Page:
Scenes From The Aga Khan Museum

Deep in the heart of suburbia on Wynford Drive just off the DVP, one can find the newest addition to Toronto’s museum scene – the Aga Khan Museum. It’s a curious place for an arts & culture hub, even with the Ontario Science Centre just a hop away.

In addition to its non-downtown location, the arrival of the AGM was marked with curiousity and a bit of controversy. The opening was delayed, its thematic content is unlike any other museum or gallery in the city, and its construction came with the demolition of the Modernist-designed Bata Shoe Headquarters. Talk surrounding the Aga Khan Museum overwhelming features the question: “Was it worth it losing one unique building for another?”

As I walk up to the museum, I don’t have an answer because it is tough to justify that kind of loss. That said, I can admit that it is a very impressive structure and a fine addition to Toronto’s architectural scene. The entire site consists of the museum itself, the Ismaili Centre, and, between them, a garden and terrace. It’s all a marvel, but I can’t help but wonder how it all looks in the summer (see below).

0. Aga Khan Museum outside

2. Aga Khan Museum Outside

3. Aga Khan Museum Ismaili Centre

The inside is as much a visual wonder. Geometric patterning is a big part of the aesthetic of the Aga Khan Museum. I made a venture out into the courtyard after dropping my belongings at the (complimentary) coat check, which proved to be ill-advised because it was quite chilly. Again, I imagine a different vibe in warmer temperatures.

4. Aga Khan Museum Main Floor

5. Aga Khan Museum Courtyard

9. Aga Khan Museum courtyard

10. Aga Khan Museum courtyard

The main floor exhibition space features the museum’s permanent collection, which is  essentially a historical journey through Islam. For me, it’s a subject matter that I did not encounter during my time as an undergrad of history, so it was a nice treat. The layout, design, and use of the space was very well done (not to mention, it’s got a distinct ‘new museum’ smell!).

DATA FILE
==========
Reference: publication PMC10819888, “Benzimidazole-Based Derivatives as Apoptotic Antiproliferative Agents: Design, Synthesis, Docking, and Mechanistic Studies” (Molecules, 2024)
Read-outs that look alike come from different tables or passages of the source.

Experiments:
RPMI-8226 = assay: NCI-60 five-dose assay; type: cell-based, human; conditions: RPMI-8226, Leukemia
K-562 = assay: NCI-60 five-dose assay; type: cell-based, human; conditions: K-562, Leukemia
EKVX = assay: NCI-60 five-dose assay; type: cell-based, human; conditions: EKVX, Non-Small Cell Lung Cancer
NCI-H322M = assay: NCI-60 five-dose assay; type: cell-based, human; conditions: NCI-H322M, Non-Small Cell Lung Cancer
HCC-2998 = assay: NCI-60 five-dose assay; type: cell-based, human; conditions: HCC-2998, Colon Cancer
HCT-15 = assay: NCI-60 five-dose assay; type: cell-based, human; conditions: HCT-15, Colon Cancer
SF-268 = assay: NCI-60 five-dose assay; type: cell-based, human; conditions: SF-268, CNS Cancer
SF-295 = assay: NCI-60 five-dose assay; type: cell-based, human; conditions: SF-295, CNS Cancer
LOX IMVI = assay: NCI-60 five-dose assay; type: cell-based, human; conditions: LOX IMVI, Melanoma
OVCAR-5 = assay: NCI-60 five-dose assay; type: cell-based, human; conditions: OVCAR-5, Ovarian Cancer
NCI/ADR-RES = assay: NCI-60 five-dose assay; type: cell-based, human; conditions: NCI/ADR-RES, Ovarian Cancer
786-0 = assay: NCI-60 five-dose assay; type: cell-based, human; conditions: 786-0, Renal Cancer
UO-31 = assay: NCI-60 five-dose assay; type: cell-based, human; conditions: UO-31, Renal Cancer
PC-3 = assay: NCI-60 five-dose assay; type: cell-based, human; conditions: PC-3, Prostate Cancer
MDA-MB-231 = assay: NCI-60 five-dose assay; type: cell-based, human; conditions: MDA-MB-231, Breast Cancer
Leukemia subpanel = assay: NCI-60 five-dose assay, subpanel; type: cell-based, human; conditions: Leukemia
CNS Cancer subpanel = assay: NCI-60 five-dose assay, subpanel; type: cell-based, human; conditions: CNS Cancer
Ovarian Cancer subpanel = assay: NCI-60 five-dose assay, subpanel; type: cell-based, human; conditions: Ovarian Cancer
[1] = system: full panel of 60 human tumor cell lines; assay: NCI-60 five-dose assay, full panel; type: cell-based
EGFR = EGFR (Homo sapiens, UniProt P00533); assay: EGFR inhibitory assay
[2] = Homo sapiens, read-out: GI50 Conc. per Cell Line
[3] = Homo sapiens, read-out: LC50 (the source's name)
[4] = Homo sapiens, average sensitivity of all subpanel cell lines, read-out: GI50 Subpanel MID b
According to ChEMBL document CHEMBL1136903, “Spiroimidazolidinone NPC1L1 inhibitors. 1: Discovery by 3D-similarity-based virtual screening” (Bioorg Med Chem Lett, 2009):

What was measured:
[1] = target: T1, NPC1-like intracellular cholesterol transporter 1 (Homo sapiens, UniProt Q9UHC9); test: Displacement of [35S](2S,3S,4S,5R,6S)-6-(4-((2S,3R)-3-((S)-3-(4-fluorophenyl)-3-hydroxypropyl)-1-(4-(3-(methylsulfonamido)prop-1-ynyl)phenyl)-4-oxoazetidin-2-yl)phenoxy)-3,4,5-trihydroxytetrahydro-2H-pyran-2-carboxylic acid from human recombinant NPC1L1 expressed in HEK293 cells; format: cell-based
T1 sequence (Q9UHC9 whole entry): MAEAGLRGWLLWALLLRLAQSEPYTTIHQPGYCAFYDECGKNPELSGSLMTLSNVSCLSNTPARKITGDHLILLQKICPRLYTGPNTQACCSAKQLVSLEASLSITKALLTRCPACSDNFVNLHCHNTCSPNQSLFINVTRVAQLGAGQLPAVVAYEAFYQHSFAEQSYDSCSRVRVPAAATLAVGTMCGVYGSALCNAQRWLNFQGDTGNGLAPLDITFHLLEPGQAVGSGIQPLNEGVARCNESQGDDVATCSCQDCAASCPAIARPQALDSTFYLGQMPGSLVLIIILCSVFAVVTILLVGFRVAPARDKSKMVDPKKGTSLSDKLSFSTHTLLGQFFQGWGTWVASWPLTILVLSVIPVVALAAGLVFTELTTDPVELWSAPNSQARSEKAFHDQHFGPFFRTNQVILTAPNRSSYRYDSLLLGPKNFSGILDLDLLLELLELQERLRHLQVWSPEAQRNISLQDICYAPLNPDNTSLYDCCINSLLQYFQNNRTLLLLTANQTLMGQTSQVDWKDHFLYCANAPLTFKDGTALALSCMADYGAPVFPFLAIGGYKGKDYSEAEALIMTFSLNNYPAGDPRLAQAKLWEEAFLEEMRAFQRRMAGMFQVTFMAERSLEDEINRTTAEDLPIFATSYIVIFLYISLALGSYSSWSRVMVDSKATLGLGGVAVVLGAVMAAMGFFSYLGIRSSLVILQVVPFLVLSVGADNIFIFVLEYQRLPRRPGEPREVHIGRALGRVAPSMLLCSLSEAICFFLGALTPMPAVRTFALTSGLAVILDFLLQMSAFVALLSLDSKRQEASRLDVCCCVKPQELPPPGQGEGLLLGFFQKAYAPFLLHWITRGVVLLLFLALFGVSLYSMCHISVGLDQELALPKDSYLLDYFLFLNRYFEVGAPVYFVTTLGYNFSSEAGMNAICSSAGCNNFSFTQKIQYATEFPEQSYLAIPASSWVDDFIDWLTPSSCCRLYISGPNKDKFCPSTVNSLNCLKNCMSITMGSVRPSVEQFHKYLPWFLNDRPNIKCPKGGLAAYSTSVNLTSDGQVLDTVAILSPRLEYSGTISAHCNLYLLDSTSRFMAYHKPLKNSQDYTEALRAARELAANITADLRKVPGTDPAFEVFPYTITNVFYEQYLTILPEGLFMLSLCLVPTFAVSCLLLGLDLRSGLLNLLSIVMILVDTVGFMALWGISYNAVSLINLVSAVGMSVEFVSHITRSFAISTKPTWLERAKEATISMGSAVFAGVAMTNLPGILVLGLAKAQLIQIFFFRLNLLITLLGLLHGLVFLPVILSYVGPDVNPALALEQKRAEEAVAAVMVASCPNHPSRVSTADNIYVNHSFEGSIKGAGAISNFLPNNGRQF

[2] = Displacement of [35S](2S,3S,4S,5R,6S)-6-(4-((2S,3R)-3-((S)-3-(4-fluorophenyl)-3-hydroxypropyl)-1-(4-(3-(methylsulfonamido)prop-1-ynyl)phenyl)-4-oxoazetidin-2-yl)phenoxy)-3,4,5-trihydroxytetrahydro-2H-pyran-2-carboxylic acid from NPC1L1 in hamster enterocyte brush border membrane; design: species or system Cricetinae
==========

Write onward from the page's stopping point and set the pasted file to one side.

6. Aga Khan Museum fountain

6. Aga Khan Museum

7. Aga Khan Museum collection

The upper level dons ‘The Lost Dhow’, a temporary exhibit on loan to the AKM which features the recovered objects from a sunken ship in Indonesia. So much of the details of its sinking is unknown, but the interpretation and presentation is very well done!

Also on the second floor is the ‘Garden of Ideas’, a more contemporary art exhibition that overlooks the permanent collection below (people watching, anyone?). Towards the end of the exhibition was a fun artistic piece featuring a picture books of individuals saying ‘I love you’. Clever!

11. Aga Khan Museum Garden of Ideas

The Aga Khan Museum is also unique in that it contains a performing arts centre! The theatre itself is modestly sized and has great acoustics. The white star-like ceiling is a sight. The angular staircase in the lobby is also of great note.

13. Aga Khan Museum Theatre Lobby

14. Aga Khan Museum Theatre Lobby

16. Aga Khan Museum Theatre

15. Aga Khan Museum Window

In all, between the entire collection and the space itself, the museum doesn’t feel too big, but it’s not underwhelming either. It also helps that the building in of itself makes the Aga Khan Museum a destination. I spent a little over two hours exploring and taking in everything and would gladly return in the spring or summer to take it in again.

17. Aga Khan Museum Outside

Update: Aga Khan Museum Park and Ismaili Centre, Summer 2015

Aga Khan Museum Park (2)

Aga Khan Museum Park (4)

Aga Khan Museum Park (5)

Aga Khan Museum Park (6)

Aga Khan Ismaili Centre (1)

Aga Khan Ismaili Centre (2)

Aga Khan Museum Park (1)

One response to “Scenes From The Aga Khan Museum

  1. Pingback: Scenes From Sunnylea | Scenes From A City

Leave a Reply

Fill in your details below or click an icon to log in:

WordPress.com Logo

You are commenting using your WordPress.com account. Log Out / Change )

Twitter picture

You are commenting using your Twitter account. Log Out / Change )

Facebook photo

You are commenting using your Facebook account. Log Out / Change )

Google+ photo

You are commenting using your Google+ account. Log Out / Change )

Connecting to %s